Our first full day in Hikkaduwa began with a run to the local “pharmacy/medical center.” It was the first store we saw that was selling sunscreen. Since Hikkaduwa is a beach town, we figured sunscreen would be plentiful. It wasn’t. Before we found the pharmacy, multiple stores just didn’t have any sunscreen. And if they did the sunscreen was really expensive. At the pharmacy – which was basically a corner store, not a pharmacy – we bought bottles that looked a bit past their expiration date. Our first major mistake.
On the beach, to sit under the chairs and umbrellas you must pay. Either you “rent” the chair for a certain amount of hours, or for a whole day for a reasonable fee. Other places give you the chair as long as you are spending money. So if you order food and beers, the chair remains yours. Where we ended up was a bar/restaurant on the beach called Kuku’s. As long as we bought something in the chairs, we could lay out under umbrellas and have wait service – right on the beach! It was pretty cool to say the least and at a dirt cheap price. Days later we came back to Kuku’s and the owner ended up waiting on us. He was a cool old dude. He seemed like a really hard worker and he ran a tour company as well as his restaurant. He also said he had heart surgery the year before!!! So this guy is still kicking.
An overall theme of Sri Lankan people were two things: 1) They work REALLY hard and create their own jobs if they can’t find them. 2) They are the sincerest and nicest people I’ve met on this trip so far! Extremely friendly and welcoming to foreigners. It’s not easy to be cool with foreign people coming into your country and spending time there; some tourists can be really messy and rude. But despite the bad apples, Sri Lankans are still welcoming.
Anywho, we ordered big Lion beers while at the beach. Lion beer is EVERYWHERE in Sri Lanka. I think it’s the unofficial official beer of Sri Lanka. It has a cool logo on the can too! 🙂 We also got mango smoothies and papadam. Even though we were mostly protected by the umbrella we slathered sunscreen all over our bodies. Paul has a VERY fair complexion (thanks to all that Scottish blood) so he burns real easy. We had a great afternoon of suntanning, swimming in the ocean, and sipping on our mango smoothies.
After laying out we went to a local place and got curry before we went back to our place. Once at our place we looked in the mirror and were horrified at what we had become. BIG RED SUNBURNT LOBSTERS. Our entire bodies were covered in deep red sunburns. As if we hadn’t put on any sunscreen. At first we were left painfully confused as to WHY we were second degree burned.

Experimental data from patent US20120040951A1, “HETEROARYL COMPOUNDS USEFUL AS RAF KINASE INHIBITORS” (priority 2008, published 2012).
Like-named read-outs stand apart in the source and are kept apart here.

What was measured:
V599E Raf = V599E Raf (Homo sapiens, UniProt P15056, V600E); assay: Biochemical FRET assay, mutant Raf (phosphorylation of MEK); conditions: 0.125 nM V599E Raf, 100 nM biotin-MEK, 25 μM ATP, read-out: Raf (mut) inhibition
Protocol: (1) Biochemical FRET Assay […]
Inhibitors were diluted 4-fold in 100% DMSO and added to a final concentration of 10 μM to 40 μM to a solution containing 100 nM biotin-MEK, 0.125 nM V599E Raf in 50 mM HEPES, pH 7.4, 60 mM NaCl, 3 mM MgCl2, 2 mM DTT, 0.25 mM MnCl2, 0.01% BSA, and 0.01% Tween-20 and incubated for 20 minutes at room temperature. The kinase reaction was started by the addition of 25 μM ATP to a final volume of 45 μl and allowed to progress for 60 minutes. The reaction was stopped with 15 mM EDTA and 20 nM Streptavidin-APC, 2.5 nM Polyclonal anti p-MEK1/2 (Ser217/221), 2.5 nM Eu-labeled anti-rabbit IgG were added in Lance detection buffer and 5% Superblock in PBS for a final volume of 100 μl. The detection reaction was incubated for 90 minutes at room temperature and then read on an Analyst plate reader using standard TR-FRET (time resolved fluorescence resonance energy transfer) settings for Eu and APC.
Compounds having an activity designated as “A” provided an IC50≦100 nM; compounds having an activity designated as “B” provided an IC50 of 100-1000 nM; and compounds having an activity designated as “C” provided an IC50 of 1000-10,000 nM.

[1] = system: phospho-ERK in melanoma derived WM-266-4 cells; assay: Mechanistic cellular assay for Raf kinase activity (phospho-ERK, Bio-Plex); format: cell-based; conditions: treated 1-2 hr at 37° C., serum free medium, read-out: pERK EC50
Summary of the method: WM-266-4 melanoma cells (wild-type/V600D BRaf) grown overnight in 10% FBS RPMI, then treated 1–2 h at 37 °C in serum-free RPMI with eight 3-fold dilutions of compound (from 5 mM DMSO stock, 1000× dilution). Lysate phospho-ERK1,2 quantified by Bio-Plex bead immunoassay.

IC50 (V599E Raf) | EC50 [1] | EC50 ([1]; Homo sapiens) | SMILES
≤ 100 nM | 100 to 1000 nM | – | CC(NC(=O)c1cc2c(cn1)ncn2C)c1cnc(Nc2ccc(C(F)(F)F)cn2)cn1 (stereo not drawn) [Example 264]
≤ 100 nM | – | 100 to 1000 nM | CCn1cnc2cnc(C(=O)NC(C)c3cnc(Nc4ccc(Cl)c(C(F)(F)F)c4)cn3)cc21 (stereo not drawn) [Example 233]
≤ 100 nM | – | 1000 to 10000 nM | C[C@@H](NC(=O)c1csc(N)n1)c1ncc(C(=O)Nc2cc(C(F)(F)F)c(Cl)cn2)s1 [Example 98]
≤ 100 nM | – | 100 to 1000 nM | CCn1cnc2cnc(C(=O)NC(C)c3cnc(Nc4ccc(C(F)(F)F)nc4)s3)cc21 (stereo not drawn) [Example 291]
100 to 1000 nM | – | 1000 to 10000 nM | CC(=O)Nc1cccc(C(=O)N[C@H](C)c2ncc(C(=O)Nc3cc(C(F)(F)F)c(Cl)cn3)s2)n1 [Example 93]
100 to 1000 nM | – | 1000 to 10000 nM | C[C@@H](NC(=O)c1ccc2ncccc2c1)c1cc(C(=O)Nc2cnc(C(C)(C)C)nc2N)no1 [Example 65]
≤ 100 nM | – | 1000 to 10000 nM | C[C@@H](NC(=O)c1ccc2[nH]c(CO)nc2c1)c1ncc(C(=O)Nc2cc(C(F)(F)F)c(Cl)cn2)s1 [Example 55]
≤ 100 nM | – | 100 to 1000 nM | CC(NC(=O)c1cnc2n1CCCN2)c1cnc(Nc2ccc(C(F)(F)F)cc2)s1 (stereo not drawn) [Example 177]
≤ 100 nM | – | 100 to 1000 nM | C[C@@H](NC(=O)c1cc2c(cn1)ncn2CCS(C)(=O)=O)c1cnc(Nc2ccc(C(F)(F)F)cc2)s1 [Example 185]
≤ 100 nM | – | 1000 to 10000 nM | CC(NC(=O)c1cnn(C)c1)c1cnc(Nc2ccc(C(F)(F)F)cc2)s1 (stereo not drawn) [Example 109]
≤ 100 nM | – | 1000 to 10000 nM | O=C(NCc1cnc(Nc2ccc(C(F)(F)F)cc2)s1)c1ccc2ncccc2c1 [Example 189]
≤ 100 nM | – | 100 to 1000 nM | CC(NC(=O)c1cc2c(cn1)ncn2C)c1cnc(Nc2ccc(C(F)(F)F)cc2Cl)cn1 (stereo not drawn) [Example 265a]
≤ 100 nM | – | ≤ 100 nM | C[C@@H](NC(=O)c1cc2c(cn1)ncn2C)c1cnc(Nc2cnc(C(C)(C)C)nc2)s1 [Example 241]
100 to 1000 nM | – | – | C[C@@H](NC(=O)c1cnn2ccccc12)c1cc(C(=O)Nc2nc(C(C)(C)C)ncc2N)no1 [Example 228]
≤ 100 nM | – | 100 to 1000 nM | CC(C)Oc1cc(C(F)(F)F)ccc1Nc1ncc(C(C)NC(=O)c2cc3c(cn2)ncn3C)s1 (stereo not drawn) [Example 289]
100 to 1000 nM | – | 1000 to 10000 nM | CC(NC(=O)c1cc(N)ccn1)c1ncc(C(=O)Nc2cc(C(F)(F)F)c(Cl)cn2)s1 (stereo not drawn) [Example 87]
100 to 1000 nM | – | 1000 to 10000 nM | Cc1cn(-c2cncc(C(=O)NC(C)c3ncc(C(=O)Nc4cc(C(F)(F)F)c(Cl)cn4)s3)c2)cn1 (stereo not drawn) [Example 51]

Turns out … we’re not the only ones this has happened to. After searching the internet we learned that Sri Lankan knock-off brands sold in little corner stores DON’T work!!! To this day I have no idea what we put on our skin. Some sort of chalky, white lotion with a shit ton of coconut oil in it, perhaps?
I have no idea if people have had this experience in other places, but when we googled it, it looked like most tourists have this happen in southern India and Sri Lanka. So, kind reader, if you are going to Sri Lanka, bring sunscreen with you. Don’t buy it when you get there. If you don’t bring it, you can buy only name brands from foreign countries – and it’s not going to be that cheap. The next 2 days we stayed OUT of the sun and ended up buying Nivea at the local supermarket for future suntanning days.
Not only were we laying down in bed that evening covered in aloe and in red searing pain, but then our tummies started acting up!!! It was either the mango smoothies (they were blended with ice cubes, I have no idea if the ice cubes were from the tap or not) or the curry lunch. Our tummies were pissed.
My final thoughts on our Day 2 were:
- Asia kicked our asses on Day 2.
- Bring your own REAL sunscreen.
- Don’t drink anything with ice cubes in it, unless you know the ice cubes were made with bottled/filtered water. Like other parts of Asia, you cannot drink tap water, only bottled water. Tap water will make you sick.
- Also – an observational side note – We were the ONLY Westerners to be wearing sunscreen during our stay in Hikkaduwa. Literally everyone walked around like red lobsters or were really tan. I have no idea if sunscreen is like an American-only thing, but no Russian/Scandinavian/or German person I saw was ever wearing any sunscreen. One German woman we met said she didn’t wear any because of the chemicals. Is this a thing that Europeans believe? Genuine curiosity here, no judgement.